Hi, I’m Kathleen. I blog over at FrugalPortland.com and ForProfitBlogging.com. LaTisha and I started the Save 50% group on Facebook — join us over there! LaTisha kindly allowed me to write a guest post to help get the word out about the ebook I wrote about starting a blog and following all the right steps.
If you’re trying to jumpstart your finances (and you are, if you’re reading this), one of the absolute best ways to do so is by starting a blog.
Think about it.
You have a story — maybe it’s about how your college choices landed you under a huge mountain of student loan debt and you’re just waking up to your new reality.
Or maybe you woke up on your 30th birthday and realized that this was the year you were supposed to have everything figured out. The year your young self said you’d be married and have a kid, but you woke up after that magical “figured it out by now” milepost not only single, but broke, and still in credit card debt?
That was me. I couldn’t believe how stupid i’d been. And I was motivated to change. Not only that, but I knew that my situation wasn’t unique. I'm no snowflake, so even though I felt like a complete idiot, I knew I wasn’t alone.
And I knew that I could help others change if I could change.
So I started mapping my way out of credit card debt, then student loan debt, then auto loan debt. And I did it publicly to increase my chances of success.
Why Start a Blog?
In my friend group, I was the odd one out. I didn’t have it figured out, and everyone else did. They had good jobs with good benefits, and even though they loved me, they couldn’t empathize. So I needed to find a new circle.
I needed accountability. I needed people who understood what a weight off my shoulders it was when my debt went from $10,000 to 9,999.
I had no idea where it would take me, and I have no idea what my life would look like now if I hadn’t started writing when I did.
If You Have a Story, You Have Enough Material
I believe everyone can make money telling their story online. How much money? It depends on how much work you want to put into it. In my mind, there are different tiers. There’s the Thai food tier, which means that the blog takes you out to dinner once a month, there’s the cable bill tier, which means your blog is paying one of your bills, there’s the rent tier, which is when you know you’re starting to make serious money, then there’s the quit-your-job tier, which everyone thinks they can get to, but few do.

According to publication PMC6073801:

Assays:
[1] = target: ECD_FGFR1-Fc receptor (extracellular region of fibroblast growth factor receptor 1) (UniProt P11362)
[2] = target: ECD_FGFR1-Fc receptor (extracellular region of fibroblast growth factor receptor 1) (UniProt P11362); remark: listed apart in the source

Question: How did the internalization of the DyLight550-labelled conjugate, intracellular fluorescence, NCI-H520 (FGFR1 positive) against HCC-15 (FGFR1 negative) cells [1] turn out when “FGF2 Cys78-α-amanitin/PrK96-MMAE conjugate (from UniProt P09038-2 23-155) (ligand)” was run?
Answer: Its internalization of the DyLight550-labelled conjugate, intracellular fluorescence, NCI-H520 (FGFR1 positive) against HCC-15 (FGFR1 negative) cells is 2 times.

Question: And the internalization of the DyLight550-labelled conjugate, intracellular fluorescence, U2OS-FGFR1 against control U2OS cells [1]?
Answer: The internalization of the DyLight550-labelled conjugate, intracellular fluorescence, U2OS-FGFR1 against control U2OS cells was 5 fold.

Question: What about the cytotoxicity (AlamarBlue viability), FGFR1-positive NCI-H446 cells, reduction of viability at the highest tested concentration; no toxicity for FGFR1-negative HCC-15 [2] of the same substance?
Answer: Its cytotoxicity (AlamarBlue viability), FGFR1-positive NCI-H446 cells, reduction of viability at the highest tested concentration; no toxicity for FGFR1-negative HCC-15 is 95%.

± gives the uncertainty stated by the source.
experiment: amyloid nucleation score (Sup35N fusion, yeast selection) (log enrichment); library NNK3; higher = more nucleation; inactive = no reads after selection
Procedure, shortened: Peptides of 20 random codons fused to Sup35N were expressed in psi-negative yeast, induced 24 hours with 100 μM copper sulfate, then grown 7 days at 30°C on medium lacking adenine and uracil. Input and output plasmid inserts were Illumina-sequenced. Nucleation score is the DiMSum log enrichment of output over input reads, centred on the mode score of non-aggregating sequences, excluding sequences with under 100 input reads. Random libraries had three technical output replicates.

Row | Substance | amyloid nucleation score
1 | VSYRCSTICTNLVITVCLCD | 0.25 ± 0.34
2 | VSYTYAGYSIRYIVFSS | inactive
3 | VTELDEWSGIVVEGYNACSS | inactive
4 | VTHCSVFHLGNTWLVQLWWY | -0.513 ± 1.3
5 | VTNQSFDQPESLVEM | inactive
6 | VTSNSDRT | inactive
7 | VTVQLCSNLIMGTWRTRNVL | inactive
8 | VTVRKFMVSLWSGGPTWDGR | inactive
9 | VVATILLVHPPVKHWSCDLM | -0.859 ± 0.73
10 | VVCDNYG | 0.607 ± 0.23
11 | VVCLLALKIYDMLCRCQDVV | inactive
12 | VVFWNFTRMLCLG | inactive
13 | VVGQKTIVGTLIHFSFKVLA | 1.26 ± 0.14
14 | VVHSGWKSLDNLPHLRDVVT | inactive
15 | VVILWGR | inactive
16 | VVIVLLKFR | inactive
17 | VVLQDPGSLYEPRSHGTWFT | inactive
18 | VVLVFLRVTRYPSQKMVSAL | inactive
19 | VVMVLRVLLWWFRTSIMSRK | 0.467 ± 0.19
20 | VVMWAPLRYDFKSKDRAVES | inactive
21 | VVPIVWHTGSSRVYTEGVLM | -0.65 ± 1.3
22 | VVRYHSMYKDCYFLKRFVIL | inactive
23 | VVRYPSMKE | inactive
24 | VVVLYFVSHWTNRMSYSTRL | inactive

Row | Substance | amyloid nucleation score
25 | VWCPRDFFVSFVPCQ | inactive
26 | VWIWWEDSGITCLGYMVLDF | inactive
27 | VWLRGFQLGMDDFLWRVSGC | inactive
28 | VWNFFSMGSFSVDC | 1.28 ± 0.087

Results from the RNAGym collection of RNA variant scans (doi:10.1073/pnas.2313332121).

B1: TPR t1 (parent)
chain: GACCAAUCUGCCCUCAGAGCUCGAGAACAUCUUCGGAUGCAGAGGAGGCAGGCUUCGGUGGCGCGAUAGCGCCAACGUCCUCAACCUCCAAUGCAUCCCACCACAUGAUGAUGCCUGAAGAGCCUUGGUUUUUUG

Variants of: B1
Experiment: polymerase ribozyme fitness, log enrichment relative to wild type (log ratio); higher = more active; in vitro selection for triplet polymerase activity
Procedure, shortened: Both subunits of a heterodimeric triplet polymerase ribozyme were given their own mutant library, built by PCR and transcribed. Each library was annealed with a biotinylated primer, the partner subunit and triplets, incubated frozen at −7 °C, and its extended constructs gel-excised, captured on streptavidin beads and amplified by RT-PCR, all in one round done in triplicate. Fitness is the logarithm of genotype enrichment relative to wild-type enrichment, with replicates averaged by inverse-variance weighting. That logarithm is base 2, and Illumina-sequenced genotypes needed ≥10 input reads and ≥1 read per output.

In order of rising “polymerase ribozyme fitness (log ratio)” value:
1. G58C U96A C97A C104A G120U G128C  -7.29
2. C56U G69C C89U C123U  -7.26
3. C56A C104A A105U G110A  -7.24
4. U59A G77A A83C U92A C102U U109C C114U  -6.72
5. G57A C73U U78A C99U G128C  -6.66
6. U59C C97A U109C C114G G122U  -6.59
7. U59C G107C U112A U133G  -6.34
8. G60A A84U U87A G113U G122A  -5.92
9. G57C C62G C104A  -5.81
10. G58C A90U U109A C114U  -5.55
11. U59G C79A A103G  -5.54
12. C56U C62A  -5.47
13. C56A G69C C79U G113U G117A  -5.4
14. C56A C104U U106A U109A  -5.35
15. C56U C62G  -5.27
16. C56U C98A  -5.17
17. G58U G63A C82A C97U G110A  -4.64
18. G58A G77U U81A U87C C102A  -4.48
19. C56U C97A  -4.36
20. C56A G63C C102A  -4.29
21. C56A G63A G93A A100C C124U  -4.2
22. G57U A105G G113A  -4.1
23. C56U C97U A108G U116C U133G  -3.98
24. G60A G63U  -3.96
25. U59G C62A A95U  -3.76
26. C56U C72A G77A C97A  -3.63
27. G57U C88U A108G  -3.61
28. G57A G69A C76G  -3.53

Making money should be secondary to telling your story. But some of the technical stuff gets in the way of blogging. You shouldn’t have to be a webmaster whiz in order to start telling your story online.
I’m a professional blogger now, meaning I work as a blog manager for a company that teaches other companies how to set up inbound marketing programs to generate leads. That means I’m a super dork when it comes to this internet stuff. When i’m not blogging for work, i’m blogging for my own business, and when i’m not doing that, i’m eating, exercising, or sleeping.
I'm also a serial entrepreneur. When I have an idea, I buy a domain, set up WordPress, then wonder if my idea has any legs.
My good friend Anne is the same way. Together, we’ve started over 20 blogs, and the steps are not intuitive. It's frustrating to remember what your’e supposed to do first, second, third, and so on.
So we wrote a checklist to guide us the next time we started a blog.
The checklist turned into an ebook, and we realized that if we’re finding value on this, others will too, so On Your Mark, Get Set, Blog! was born.
It’s a step-by-step guide to getting you started with your new blog without missing any steps. You'll look professional from the very beginning, and if you follow the steps, you’ll feel like “a real blogger” sooner than you think.